Tensions mount, treachery abounds as desperate brothers battle the world and each other in ‘Last Hermanos’

The new thriller from Exal Iraheta at A Red Orchid Theatre delivers an eye-level thriller about three souls on treacherous paths.

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Roberto Jay (left) and Esteban Andres Cruz star as two brothers dealing with life-changing decisions in “Last Hermanos” at A Red Orchid Theatre.

Roberto Jay (left) and Esteban Andres Cruz star as two brothers dealing with life-changing decisions in “Last Hermanos” at A Red Orchid Theatre.

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One can be forgiven if the first reaction, after climbing down into this claustrophobic pocket space in the Old Town area, is that a local theater company has let itself go.

There’s litter everywhere. You’re inside a tiny dustbin, apparently abandoned, littered with crumbling shards in what once was ... what? You think about lice.

But this is A Red Orchid, the Chicago company renowned for producing theater on the edge. You’re already inside the world premiere of “Last Hermanos” as you enter. The decrepit space looks to be some kind of visitor center, once. There’s a flag with a lone star, a tattered map on the wall. Are those old chips bags on the floor? Is that grass growing through the floorboards? Is that just junk or a shoe? Scenic designer Mara Ishihara Zinky has left provocative clues. Pay attention to these signs of feckless hanging out, of waiting, of haste. You’re locked in for a Becket-like ride.

‘Last Hermanos’

last hermanos review

When: Through June 12

Where: A Red Orchid Theatre, 1531 N. Wells St.

Tickets: $30-$40

Info: aredorchidtheatre.org

Run time: 100 minutes, no intermission

“Last Hermanos” is a significant new work by the thirtysomething Salvadoran-American playwright Exal Iraheta, once a Houstonian, now Chicago-based. This huge talent has been nurtured along his way by a number of Chicago-area institutions including Northwestern University, the Art Institute of Chicago, and development programs at Goodman Theatre and Victory Gardens. The show itself has been in development with Red Orchid for many months now, from draft, to an audio drama tryout at the height of COVID, back to draft and now officially the world premiere starring Esteban Andres Cruz and Roberto Jay as brothers in flight.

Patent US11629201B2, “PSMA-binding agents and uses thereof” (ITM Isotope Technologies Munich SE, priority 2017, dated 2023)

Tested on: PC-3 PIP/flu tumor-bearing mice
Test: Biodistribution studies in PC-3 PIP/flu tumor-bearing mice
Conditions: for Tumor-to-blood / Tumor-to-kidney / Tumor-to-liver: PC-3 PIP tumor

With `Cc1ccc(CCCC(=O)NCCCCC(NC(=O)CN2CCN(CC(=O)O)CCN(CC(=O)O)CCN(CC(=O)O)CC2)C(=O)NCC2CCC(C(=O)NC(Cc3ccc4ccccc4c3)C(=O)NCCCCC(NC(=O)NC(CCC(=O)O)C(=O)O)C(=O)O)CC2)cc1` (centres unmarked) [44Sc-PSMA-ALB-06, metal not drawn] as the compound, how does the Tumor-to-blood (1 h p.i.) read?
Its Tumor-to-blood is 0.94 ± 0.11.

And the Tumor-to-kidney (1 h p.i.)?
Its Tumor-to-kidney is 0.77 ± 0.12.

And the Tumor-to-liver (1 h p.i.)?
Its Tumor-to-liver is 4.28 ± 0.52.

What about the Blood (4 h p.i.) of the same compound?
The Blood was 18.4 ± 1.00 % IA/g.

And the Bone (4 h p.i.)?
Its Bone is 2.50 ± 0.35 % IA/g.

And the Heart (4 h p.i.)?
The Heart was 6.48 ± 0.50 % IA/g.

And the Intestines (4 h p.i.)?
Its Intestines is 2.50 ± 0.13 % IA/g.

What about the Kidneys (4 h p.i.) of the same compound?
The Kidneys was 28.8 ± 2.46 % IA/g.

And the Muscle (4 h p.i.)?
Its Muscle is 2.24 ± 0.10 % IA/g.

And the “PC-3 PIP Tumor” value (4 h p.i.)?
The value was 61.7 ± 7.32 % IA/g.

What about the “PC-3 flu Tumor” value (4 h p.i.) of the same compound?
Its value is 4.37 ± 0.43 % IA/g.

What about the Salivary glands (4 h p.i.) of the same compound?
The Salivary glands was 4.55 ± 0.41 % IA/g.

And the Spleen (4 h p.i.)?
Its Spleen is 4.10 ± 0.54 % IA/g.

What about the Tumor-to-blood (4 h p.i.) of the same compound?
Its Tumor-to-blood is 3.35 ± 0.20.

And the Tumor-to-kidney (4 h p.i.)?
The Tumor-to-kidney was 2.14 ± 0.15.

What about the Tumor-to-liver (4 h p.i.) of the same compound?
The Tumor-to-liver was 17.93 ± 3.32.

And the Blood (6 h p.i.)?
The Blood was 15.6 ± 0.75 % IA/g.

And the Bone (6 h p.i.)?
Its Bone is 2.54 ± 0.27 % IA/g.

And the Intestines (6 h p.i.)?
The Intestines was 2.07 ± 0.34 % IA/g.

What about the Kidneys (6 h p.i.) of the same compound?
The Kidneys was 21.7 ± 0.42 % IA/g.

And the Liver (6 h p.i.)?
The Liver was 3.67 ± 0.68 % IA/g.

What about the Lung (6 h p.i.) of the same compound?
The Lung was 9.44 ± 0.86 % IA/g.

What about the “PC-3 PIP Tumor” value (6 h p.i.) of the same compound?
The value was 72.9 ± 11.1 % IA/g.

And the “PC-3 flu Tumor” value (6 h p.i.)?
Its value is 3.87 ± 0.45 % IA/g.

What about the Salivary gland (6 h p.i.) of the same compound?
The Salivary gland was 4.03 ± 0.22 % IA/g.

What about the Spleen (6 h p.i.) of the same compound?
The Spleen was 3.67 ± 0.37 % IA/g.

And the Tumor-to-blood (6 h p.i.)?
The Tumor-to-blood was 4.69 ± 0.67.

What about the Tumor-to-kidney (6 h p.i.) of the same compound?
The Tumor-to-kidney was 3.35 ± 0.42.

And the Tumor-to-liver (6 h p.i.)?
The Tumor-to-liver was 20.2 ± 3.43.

The situation is suspenseful, but not without humor, at least at the start. Things aren’t looking good, though. Miguel, a well-spoken teacher-type, is a Latino man of middle age. His younger brother Julio, an impulsive hotshot, is with him at the Mexican border inside the U.S. They’re waiting for someone, but their stories, it soon becomes clear, are not the same. The elder one seems legally a U.S. citizen. The younger is a nervous bucket of bravado. What they want to do is unclear at first.

Chris Sheard (left) and Esteban Andres Cruz are among the cast of “Last Hermanos” at A Red Orchid Theatre.

Chris Sheard (left) and Esteban Andres Cruz are among the cast of “Last Hermanos” at A Red Orchid Theatre.|

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An unexpected visitor arrives, not a Latino. He seems to have a military background and is interested in helping, although he betrays an increasing agitation. He’s also packing a pistol. In Iraheta’s deliberately ambiguous play, which has been directed by Ismaela Lara Jr., to be tense with stretches of uncertainty, the clues are ferreted out only as confusion climbs.

The experience called to mind a bucolic CNN video slideshow from 2013, eerily bucolic, shot from high above the earth, entitled “This is what the US-Mexico border looks like.” This play’s perspective is pretty much the opposite. The Texas sun is hot. The players are wet and desperate. Their story is a complex, eye-level thriller about three separate souls on treacherous paths. But it is also oddly beautiful.

Cruz, Berwyn-born and Cicero-raised, is solid as Miguel, the play’s anchor. The actor is an elegant veteran of Chicago area theaters, with regional credits from Pasadena to Off Broadway. Miguel is married and used to taking responsibility, and now trying his best to keep the impulsive younger brother from sabotaging himself as they wait, and wait some more, to carry out their plan. Cruz is a quiet standout here, touching as the most solid character, with perhaps the most to lose.

Miguel’s endearing younger brother Julio is played by Roberto Jay, who has also been working in other local theaters and sports some film and TV credits as well. Jay is persuasive here as the impulsive hot rod, seemingly Miguel’s opposite, almost electrified by the sweltering heat that seems to drown Miguel.

Rounding out the trio is the Caucasian called Shepherd, smartly played by Chris Sheard as a crafty, elusive game-changer. Shepherd sneaks in late to the brothers’ hiding place, and to the play itself, catching Miguel by surprise. When the alarmed academic clumsily pulls out a “pretty big knife,” as the invader mockingly calls it, Shepherd counters with a wave of his Beretta.

Then begins an expert unraveling by Iraheta, whose play keeps us guessing to the end.

Shepherd is just looking to hook up, he says, to cross the border. He reveals that his wife, who’s undocumented, went ahead to Mexico with their two boys, and he’s trying to get to them, but it’s complicated. He wants to cross but it needs to be undercover. He can tell that the brothers are in a holding pattern, too. Maybe they should throw in together, provide each other some cover. Maybe. Miguel admits his guides have not shown up and Shepherd stresses how much danger is in the shadows. Especially in the drones above.

As to just what the real danger truly is for the brothers, you won’t get that from me.

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